This year has been quite a doozy in the film world with an equal portion of fresh and rotten films. But, let’s look on the bright side and look at the best movies of the year. Before I do, I’ll briefly mention that these are my top ten and, of course, my opinion. Also, I haven’t seen quite a big chunk of movies in 2016 yet. So if your movie didn’t make it on this list, don’t take it personally. I probably just haven’t seen it yet. This list is not in any particular order. Okay, let’s do this…
The Chess Elf
by Jason Ingolfsland
All Rights Reserved.
The fire roared inside the stone fireplace, dimly lighting the beautifully adorned den with two red chairs, a coffee table, and a thick and soft rug in the middle. An old brown piece of parchment paper stretched and coiled like a snake past the coffee table and underneath the red chair while a medium sized elf, dressed in a brown tunic and evergreen pants, read through a massive list of boys and girls begging Saint Nicholas for toys.
Too often Hollywood gets itself into a rut. The moment one studio finds a winning formula, genre, or theme, the others are soon to follow and they all copy each other so much it becomes cliche and boring. It’s only natural. If you see success in front of you, why not do the same thing and recreate it? The other issue is listening to focus groups or conventional wisdom as a compass for all your stories. It’s easy to pay strict adherence to story conventions and practices as if breaking them is forbidden and a one way trip to failure-town. One of these rules is: Don’t kill off your main characters.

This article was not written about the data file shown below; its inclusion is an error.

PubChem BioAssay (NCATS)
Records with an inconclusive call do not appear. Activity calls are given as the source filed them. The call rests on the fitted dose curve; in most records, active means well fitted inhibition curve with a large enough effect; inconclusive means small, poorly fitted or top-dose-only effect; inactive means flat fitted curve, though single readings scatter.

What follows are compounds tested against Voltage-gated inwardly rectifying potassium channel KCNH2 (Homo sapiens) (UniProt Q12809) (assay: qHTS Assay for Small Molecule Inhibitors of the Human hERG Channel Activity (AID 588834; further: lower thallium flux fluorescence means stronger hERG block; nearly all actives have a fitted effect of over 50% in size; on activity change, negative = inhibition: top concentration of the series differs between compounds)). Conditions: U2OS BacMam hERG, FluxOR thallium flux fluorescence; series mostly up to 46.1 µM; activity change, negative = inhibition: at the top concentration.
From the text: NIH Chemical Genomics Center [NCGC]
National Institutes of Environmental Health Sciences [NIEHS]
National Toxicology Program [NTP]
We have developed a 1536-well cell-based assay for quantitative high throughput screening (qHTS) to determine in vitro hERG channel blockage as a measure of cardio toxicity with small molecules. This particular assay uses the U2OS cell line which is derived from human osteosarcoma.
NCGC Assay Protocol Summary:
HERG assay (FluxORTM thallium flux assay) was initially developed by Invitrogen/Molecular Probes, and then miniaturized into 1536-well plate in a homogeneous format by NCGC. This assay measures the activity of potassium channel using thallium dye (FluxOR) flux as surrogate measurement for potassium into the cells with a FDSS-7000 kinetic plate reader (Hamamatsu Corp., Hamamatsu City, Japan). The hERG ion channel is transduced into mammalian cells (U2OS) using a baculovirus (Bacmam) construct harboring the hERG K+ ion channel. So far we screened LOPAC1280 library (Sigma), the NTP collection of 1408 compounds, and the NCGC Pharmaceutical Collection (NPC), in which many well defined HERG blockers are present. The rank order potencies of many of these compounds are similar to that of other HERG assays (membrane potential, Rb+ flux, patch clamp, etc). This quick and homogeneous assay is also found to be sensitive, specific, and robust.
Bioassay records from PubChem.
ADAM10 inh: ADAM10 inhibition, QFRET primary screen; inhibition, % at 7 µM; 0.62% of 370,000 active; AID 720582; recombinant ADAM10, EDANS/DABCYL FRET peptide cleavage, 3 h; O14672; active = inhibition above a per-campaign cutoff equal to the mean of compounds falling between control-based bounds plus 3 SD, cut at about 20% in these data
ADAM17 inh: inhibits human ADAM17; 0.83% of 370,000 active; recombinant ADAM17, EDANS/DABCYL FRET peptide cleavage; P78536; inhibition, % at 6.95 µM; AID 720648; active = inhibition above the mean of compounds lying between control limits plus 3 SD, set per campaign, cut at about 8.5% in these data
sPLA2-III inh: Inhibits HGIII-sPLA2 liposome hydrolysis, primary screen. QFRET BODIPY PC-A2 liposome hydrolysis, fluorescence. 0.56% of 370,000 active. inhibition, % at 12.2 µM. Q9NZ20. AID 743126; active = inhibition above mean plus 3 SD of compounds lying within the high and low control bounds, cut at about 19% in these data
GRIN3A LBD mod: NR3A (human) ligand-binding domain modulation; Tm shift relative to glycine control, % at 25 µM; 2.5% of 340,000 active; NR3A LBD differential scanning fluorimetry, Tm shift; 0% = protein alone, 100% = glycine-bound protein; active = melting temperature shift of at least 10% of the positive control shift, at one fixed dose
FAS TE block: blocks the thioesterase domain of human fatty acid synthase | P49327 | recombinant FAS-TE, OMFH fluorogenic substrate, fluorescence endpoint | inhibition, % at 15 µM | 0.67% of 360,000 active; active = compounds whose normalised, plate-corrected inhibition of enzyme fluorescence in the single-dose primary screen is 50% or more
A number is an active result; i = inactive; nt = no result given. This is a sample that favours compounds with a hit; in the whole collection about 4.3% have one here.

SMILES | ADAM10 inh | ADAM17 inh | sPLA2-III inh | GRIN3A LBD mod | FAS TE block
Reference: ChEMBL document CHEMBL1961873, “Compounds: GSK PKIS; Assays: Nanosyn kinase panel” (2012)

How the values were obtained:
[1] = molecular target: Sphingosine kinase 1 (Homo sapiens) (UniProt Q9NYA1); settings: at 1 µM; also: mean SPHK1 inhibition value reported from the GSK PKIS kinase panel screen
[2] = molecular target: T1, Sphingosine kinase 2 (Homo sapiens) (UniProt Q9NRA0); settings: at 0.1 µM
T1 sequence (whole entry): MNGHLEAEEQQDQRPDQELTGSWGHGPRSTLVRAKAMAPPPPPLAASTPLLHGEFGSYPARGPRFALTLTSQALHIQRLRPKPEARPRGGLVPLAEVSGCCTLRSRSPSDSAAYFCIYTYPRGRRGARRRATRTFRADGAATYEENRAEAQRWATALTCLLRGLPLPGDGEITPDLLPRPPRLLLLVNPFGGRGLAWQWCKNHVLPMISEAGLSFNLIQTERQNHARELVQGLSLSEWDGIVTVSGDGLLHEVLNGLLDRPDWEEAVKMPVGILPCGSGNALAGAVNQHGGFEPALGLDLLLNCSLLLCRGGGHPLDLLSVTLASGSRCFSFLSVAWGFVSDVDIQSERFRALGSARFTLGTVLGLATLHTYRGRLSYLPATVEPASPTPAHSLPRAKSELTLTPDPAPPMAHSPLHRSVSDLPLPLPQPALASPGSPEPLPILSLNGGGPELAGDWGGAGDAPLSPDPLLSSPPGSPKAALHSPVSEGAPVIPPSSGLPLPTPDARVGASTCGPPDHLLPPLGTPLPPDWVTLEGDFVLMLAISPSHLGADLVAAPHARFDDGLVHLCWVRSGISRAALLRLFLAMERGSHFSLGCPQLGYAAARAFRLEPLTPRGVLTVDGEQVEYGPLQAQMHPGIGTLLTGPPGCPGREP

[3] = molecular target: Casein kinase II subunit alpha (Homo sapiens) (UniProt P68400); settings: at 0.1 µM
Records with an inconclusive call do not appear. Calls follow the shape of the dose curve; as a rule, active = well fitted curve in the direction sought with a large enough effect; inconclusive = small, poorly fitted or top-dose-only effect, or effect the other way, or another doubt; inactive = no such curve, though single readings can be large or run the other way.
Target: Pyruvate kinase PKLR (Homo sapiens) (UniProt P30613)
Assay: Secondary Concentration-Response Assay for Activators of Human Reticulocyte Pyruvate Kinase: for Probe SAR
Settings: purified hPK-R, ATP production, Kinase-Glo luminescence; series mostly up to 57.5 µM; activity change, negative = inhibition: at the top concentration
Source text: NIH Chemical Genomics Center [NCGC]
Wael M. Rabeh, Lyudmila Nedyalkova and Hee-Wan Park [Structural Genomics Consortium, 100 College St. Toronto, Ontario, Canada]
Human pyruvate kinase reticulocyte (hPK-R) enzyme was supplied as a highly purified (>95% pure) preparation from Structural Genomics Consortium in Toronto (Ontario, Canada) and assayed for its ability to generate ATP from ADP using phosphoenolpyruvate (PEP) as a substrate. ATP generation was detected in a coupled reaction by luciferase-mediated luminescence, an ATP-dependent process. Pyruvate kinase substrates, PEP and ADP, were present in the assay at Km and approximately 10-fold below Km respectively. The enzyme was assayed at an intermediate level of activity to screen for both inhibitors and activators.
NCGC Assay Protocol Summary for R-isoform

If you somehow didn’t manage to read the title before looking at this article, let me make it abundantly clear – SPOILERS AHEAD.
Rogue One has many ‘firsts’ for the Star Wars franchise. It’s the first Star Wars film to not have a text crawl in the beginning. The first to not have John Williams as the composer (No, the Ewok movies don’t count). It’s also the first to not have any Jedi. It stands apart on many different levels, making it a unique story within the Star Wars mythos.
After watching Rogue One for the first time, I thought I’d list off a bunch of my thoughts. And again it’s a minefield of spoilers, so don’t proceed if you don’t want to be spoiled.
I had been reading The Song of Susannah by Stephen King when my wife brought home two copies of the book Silence by Shusaku Endo from the library. She wanted to read them together and discuss. Though I generally love reading Stephen King, The Song of Susannah just wasn’t doing it for me (I still need to finish it). Silence pulled me in quickly. The prose flowed well, though some of the translation was sloppy, and the compelling, yet simple, story kept me engaged. So, it was goodbye, King, and hello, Endo. He explores many themes, but of all of them I’m only going to focus on the idea of Christian love and faith, and how the two could potentially be in conflict under certain circumstances.
It took me roughly a week and a half to finish Silence. Examining the literature from an English standpoint is difficult. I can only imagine what might be lost in translation, and frankly the translation by William Johnston was less than impressive. Either way, I’m only assuming that overall Endo’s subtext and themes come across fine within the English translation.